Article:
21. maladmin


    It was only 10 years ago when I started my current position. Mandatory training at the time included a 3 hour session on using email (lotus notes). The first hour of that was devoted to using the mouse!

    On the day the training lab configuration was broken, not surprisingly the trainer had no clue. I started the session by fixing the network configuration then I still had to sit through the email tutorial.

    Things have advanced since then, the email training is now a 1 hour on-line course.

  22. bobloblaw114

    Didn't somebody patent a keyboard with 4 balls, one on each underside corner? No need to take hand off keyboard, you just slide the keyboard around to move cursor.

  23. wim

    Engelbart's name

    I think a better / other explanation of his name would be

    "bard of angels" as in an singer / teller of tales, who traveled around. They were highly respected in their time.

  24. Alistair Silver badge

    Okay -

    am I the only one around here that throws out the mouse and uses a trackball?

    I still have the dead carcass of the first trackball I ever found. It just plain made so much more sense. Especially on the tiny desk I had in my room. And yes, I am a computer packrat.

    1. Stoneshop Silver badge


      I have a considerable stash of Trackman Marble FXes, two or three in use at home, one at work, and a couple of spares. As a bonus the one at work keeps colleagues from grabbing my input devices when they want to show something, using my computer (I hate that).

      The other pointing device I use is the venerable IBM (now Lenovo) clitmouse. Conventional mice, whatever number of buttons they may have, don't really work for me.

  25. mark 63 Silver badge

    optimal evolution

    mice have now reached their peek:

    3 buttons - no more, no less

    laser tracking

    job done

    The only way forward from here is some sci-fi , wave your hands around ui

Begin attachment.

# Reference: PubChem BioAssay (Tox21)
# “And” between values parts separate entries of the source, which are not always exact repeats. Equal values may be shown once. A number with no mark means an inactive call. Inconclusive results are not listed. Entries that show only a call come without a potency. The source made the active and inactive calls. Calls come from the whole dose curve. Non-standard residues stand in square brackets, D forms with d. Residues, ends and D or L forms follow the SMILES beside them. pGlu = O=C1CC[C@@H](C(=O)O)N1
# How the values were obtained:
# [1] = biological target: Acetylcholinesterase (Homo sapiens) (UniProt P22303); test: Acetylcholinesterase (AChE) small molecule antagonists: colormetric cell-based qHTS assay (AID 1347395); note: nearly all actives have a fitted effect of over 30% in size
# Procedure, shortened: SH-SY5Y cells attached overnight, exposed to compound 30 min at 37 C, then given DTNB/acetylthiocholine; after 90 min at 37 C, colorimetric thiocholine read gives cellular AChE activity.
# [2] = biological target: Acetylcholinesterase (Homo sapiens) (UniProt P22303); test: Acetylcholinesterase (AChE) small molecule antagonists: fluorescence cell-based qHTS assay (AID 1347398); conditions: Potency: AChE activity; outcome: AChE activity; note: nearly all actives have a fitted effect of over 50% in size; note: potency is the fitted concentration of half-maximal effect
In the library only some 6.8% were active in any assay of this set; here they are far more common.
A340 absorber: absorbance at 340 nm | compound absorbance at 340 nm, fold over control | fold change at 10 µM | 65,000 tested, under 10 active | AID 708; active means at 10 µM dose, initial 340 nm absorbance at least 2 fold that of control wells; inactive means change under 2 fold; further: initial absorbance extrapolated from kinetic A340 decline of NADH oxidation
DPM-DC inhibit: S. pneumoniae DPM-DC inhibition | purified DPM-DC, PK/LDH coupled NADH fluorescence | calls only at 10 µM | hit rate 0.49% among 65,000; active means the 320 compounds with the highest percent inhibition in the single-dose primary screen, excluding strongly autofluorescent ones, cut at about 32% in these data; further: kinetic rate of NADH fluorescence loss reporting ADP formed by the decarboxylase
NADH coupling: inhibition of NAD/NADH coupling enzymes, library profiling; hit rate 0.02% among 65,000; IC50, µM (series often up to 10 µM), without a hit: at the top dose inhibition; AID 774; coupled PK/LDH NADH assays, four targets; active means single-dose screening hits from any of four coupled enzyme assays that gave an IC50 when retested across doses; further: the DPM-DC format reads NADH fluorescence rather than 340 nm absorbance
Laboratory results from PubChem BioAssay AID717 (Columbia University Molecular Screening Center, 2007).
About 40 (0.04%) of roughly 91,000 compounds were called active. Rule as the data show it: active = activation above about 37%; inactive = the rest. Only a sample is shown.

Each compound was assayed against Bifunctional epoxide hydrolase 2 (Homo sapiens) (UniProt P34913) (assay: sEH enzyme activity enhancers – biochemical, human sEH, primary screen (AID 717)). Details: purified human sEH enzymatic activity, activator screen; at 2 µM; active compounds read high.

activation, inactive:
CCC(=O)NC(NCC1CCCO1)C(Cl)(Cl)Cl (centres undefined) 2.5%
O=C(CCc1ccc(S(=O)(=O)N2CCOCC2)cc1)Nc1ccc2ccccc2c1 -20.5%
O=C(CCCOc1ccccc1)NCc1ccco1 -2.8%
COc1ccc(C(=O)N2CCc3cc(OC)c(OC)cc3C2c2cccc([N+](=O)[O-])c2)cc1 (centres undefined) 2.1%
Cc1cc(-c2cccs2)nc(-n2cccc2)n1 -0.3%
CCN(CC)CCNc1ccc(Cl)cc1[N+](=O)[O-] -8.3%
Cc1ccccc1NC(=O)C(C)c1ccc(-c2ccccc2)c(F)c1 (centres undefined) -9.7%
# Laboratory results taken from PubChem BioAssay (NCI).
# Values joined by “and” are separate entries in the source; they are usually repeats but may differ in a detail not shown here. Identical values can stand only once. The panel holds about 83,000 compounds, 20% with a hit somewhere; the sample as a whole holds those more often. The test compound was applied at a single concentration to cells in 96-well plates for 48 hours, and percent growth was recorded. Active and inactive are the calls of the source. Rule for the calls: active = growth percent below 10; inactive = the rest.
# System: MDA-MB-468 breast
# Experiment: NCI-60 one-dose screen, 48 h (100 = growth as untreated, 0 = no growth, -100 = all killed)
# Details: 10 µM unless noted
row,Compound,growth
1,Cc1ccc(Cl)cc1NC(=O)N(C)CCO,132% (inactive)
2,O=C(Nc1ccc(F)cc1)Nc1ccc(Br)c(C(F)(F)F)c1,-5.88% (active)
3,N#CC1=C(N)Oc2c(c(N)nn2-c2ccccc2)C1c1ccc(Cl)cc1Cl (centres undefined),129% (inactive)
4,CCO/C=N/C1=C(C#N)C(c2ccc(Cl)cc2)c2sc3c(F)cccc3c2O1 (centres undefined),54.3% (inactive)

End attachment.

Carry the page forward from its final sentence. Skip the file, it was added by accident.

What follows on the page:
1. cortland

      Re: optimal evolution

      -- The only way forward from here is some sci-fi , wave your hands around ui --

      Someone will Kinect with that. Or has! Let's have a Wii dance, lads.

      Don't forget the lubricating icon

    2. Michael Wojcik Silver badge

      Re: optimal evolution

      job done

      Bah. If I have to take my fingers off the home row, it's a defective design.

      Here's a nickle - buy yourself a real input device.

      The only way forward from here is some sci-fi , wave your hands around ui

      "Sci-fi"? Gestural interfaces have been around for dogs' years. They haven't caught on because for most applications they're rubbish.

  26. IT Drone

    Embarrassing language

    A young programmer colleague assigned to support a big project implementation in Norway couldn't work out why all the middle-aged ladies got a fit of the giggles when he asked if he could use their mouse to show them something. One day it was explained to him that "mus" was slang for female genitalia. (

  27. J. Cook Silver badge

    Still rocking the trackball over here as well...

    I'm using an ancient corded Trackman Wheel that I had pulled from service when I got a cordless one, and promptly put it back in when the cordless one flaked out one too many times in the middle of a gaming session.

  28. C 18

    Mouse ball oxen!

    It's not a 'hands on' interface until you stick your maulers into a bucket of goo for the XistenZ immersive experience...


  29. cortland

    Some years ago

    I worked for a company that made and sold their own computers (not enough to keep doing it after they became cheaper to buy than make, though) and we had a discussion with a still extant VERY large firm over a mouse they were selling.

    It went for upwards of $75 in stores; we couldn't get them down to less than (IIRC) $8. Profit, eh?

  30. EJ

    Intuitive, these mice are

    I remember when we first started rolling out distributed computing devices and mothballing the green screen terminals. We had PC training classes for staff. In my session, as we were covering how to log into the PC, one lady alerted the instructor to the fact her PC wasn't working because her pointer wasn't able to move. I looked up to see the woman holding the mouse about a foot off the desk surface, hovering it in mid air, and just trying a combination of 3D motions with the mouse. The ball of the mouse wasn't in contact with anything, and thus there was no movement of the pointer.

  31. Andee

    Sonic the Hedgehog would jump via the Mega Drive's A B or C button, not "X".

    Arguably you could have been playing with a six-button pad which was released in late 1993, and did indeed have an X Y and Z button, although the game wouldn't recognise those without a bit of specific tinkering. The only other way would be if you were playing the game through an emulator with the "X" key as your A/B/C input, or the Ultimate Mega Drive Collection on PS3/360, both of which had an X button on their controllers.

This topic is closed for new posts.

Biting the hand that feeds IT © 1998–2019